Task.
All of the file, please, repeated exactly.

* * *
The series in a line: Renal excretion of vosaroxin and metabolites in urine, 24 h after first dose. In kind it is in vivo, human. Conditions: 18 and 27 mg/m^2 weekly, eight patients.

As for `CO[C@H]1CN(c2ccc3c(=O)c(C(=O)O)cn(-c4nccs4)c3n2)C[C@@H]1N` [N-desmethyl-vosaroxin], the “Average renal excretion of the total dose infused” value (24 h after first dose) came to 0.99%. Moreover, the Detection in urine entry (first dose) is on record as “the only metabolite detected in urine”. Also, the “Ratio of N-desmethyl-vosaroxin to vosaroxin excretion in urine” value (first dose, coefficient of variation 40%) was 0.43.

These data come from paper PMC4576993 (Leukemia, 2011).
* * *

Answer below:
The series in a line: Renal excretion of vosaroxin and metabolites in urine, 24 h after first dose. In kind it is in vivo, human. Conditions: 18 and 27 mg/m^2 weekly, eight patients.

As for `CO[C@H]1CN(c2ccc3c(=O)c(C(=O)O)cn(-c4nccs4)c3n2)C[C@@H]1N` [N-desmethyl-vosaroxin], the “Average renal excretion of the total dose infused” value (24 h after first dose) came to 0.99%. Moreover, the Detection in urine entry (first dose) is on record as “the only metabolite detected in urine”. Also, the “Ratio of N-desmethyl-vosaroxin to vosaroxin excretion in urine” value (first dose, coefficient of variation 40%) was 0.43.

These data come from paper PMC4576993 (Leukemia, 2011).